The trade war with China is not having much of an impact on Oakland just yet.
The Port of Oakland has again issued trade statistics that show the growing tension between the US and China is not yet having as much impact on container volumes as was expected. In particular, “Containerised agricultural exports are rebounding despite an ongoing trade war”, the port reported.
Farm goods shipments through Oakland in the first four months of 2019 were up 12%, including a 5% increase in agricultural exports to China. As positive as that sounds it has to be remembered that US farm exports to China plummeted to US$5.9 billion in 2018 from $15.9 billion in 2017.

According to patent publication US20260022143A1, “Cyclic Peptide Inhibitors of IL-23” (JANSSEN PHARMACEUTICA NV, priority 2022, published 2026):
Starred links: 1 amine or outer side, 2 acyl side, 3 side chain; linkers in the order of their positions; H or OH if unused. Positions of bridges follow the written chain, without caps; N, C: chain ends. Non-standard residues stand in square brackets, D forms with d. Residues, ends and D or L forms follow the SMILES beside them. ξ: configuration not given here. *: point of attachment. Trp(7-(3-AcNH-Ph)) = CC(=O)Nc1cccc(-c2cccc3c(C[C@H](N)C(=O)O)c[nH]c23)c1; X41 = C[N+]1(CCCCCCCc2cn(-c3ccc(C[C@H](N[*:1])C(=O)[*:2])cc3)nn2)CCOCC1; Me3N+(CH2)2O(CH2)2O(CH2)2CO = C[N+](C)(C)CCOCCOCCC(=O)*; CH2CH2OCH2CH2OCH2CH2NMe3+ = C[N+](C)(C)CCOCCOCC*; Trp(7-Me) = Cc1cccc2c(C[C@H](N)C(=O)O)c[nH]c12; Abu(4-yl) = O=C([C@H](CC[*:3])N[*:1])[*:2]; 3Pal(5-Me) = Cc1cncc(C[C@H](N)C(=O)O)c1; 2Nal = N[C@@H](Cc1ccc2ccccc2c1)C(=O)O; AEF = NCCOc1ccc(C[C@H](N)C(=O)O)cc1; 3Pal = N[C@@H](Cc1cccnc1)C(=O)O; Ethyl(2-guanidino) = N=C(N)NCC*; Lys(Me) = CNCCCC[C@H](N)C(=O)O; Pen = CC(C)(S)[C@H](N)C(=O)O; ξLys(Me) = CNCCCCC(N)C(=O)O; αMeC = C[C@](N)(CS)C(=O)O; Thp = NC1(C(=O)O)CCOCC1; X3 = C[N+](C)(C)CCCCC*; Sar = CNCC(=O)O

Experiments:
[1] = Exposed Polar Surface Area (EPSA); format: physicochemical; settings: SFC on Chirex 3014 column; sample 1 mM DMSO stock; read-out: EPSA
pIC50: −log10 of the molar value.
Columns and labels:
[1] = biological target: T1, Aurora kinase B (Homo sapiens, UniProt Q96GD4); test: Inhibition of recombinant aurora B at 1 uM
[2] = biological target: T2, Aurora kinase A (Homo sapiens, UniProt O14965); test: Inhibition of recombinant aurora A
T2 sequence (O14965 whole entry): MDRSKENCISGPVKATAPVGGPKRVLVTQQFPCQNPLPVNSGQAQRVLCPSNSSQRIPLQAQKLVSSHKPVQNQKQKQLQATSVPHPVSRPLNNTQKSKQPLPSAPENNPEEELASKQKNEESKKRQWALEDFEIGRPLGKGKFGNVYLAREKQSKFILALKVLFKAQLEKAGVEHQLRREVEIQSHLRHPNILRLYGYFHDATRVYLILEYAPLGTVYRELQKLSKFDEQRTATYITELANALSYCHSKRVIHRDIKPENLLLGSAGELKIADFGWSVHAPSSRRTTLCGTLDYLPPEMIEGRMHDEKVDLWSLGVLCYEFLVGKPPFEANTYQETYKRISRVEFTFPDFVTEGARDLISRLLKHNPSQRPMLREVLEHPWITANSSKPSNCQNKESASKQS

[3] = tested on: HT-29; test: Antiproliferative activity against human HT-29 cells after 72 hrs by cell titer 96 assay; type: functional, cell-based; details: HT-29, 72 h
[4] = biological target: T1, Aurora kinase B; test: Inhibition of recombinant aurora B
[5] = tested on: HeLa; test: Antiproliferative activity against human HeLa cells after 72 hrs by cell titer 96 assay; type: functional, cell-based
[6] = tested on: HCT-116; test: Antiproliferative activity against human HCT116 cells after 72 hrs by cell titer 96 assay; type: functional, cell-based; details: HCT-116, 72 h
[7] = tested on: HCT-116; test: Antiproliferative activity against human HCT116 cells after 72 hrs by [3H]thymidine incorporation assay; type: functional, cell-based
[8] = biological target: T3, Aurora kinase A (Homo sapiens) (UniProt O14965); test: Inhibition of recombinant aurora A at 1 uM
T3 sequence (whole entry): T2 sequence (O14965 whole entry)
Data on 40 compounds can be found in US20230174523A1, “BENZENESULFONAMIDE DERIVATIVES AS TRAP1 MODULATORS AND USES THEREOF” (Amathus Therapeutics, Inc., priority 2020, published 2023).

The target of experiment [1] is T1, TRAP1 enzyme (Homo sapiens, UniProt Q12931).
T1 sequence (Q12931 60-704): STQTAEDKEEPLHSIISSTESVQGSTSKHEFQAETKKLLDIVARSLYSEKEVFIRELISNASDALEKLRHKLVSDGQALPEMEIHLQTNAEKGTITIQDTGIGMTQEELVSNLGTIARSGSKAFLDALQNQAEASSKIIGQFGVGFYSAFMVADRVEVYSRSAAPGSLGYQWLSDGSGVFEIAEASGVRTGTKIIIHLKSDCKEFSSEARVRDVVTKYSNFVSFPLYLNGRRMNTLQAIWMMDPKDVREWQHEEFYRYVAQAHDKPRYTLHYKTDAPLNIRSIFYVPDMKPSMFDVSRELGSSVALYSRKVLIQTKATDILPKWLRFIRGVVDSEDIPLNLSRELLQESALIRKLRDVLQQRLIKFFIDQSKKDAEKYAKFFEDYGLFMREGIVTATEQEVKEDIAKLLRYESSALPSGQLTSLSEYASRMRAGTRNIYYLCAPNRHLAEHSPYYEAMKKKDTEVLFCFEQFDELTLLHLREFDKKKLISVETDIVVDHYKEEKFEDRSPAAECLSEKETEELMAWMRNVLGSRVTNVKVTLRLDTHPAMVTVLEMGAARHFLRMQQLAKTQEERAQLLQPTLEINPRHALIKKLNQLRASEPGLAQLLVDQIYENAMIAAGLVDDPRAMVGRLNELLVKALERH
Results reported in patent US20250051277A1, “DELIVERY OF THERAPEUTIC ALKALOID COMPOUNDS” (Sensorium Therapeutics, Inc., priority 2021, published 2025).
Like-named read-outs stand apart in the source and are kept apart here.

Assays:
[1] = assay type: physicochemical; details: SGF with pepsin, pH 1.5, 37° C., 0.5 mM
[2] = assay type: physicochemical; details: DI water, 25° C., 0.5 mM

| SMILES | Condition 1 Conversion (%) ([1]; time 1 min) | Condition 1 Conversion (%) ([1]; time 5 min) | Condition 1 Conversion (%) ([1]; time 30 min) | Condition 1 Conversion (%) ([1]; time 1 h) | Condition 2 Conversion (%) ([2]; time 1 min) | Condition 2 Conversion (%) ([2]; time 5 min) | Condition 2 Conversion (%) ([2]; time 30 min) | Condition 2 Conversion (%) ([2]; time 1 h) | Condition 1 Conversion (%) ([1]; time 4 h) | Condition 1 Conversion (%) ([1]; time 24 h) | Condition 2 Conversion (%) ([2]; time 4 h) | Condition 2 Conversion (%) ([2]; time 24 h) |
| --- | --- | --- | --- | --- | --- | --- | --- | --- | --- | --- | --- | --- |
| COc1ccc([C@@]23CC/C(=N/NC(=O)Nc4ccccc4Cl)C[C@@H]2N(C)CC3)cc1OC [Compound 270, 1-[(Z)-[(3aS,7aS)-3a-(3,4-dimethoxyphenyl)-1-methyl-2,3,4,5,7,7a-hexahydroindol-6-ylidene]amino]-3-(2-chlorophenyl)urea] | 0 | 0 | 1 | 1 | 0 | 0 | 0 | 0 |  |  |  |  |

Nevertheless, the result is better than the port seemed to be expecting. “It’s too soon to declare victory in this segment given the trade outlook,” said Port of Oakland Maritime Director John Driscoll. “But our performance so far this year shows two things: there’s continued demand for U.S. farm goods and growers are resourceful when it comes to finding markets for their products.”
Agricultural or “farm product” exports in the first four months of the year reached 108,724 TEU, up from 97,376 TEU in 2018. Most of the cargo went to Asia, and the average value per container rose to $36,000 (up from $31,500 year-on-year).
Approximately 11% percent of Oakland’s agricultural shipments this year were destined for China, but exports to Taiwan, Vietnam, South Korea and Japan are the now the fastest growing markets. In April Pacific International Lines (PIL) added Oakland to a revamped AC5 service in partnership with Cosco and Wan Hai, connecting Oakland directly with Vietnam.